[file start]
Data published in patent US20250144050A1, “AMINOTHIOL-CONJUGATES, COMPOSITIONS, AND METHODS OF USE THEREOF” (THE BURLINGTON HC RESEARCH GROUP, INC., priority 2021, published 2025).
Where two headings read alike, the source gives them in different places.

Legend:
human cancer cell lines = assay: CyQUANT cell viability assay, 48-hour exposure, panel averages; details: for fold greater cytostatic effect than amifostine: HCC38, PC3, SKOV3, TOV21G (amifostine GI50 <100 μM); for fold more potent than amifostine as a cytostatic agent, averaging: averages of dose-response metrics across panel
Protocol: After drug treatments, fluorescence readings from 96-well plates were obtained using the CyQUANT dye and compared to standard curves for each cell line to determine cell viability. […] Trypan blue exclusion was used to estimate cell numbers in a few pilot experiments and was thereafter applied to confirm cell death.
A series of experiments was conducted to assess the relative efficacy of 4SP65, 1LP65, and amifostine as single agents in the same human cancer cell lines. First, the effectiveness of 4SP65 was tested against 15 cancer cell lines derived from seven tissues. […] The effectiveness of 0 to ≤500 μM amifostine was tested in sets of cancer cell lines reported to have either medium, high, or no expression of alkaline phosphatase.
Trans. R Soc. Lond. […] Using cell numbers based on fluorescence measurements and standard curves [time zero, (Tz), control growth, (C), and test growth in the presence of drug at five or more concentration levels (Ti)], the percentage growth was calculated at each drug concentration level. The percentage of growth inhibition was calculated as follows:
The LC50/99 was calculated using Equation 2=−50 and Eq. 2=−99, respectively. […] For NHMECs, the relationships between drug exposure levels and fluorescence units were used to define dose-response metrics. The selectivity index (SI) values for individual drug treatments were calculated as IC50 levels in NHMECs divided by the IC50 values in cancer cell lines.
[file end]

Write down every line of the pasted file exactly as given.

Data published in patent US20250144050A1, “AMINOTHIOL-CONJUGATES, COMPOSITIONS, AND METHODS OF USE THEREOF” (THE BURLINGTON HC RESEARCH GROUP, INC., priority 2021, published 2025).
Where two headings read alike, the source gives them in different places.

Legend:
human cancer cell lines = assay: CyQUANT cell viability assay, 48-hour exposure, panel averages; details: for fold greater cytostatic effect than amifostine: HCC38, PC3, SKOV3, TOV21G (amifostine GI50 <100 μM); for fold more potent than amifostine as a cytostatic agent, averaging: averages of dose-response metrics across panel
Protocol: After drug treatments, fluorescence readings from 96-well plates were obtained using the CyQUANT dye and compared to standard curves for each cell line to determine cell viability. […] Trypan blue exclusion was used to estimate cell numbers in a few pilot experiments and was thereafter applied to confirm cell death.
A series of experiments was conducted to assess the relative efficacy of 4SP65, 1LP65, and amifostine as single agents in the same human cancer cell lines. First, the effectiveness of 4SP65 was tested against 15 cancer cell lines derived from seven tissues. […] The effectiveness of 0 to ≤500 μM amifostine was tested in sets of cancer cell lines reported to have either medium, high, or no expression of alkaline phosphatase.
Trans. R Soc. Lond. […] Using cell numbers based on fluorescence measurements and standard curves [time zero, (Tz), control growth, (C), and test growth in the presence of drug at five or more concentration levels (Ti)], the percentage growth was calculated at each drug concentration level. The percentage of growth inhibition was calculated as follows:
The LC50/99 was calculated using Equation 2=−50 and Eq. 2=−99, respectively. […] For NHMECs, the relationships between drug exposure levels and fluorescence units were used to define dose-response metrics. The selectivity index (SI) values for individual drug treatments were calculated as IC50 levels in NHMECs divided by the IC50 values in cancer cell lines.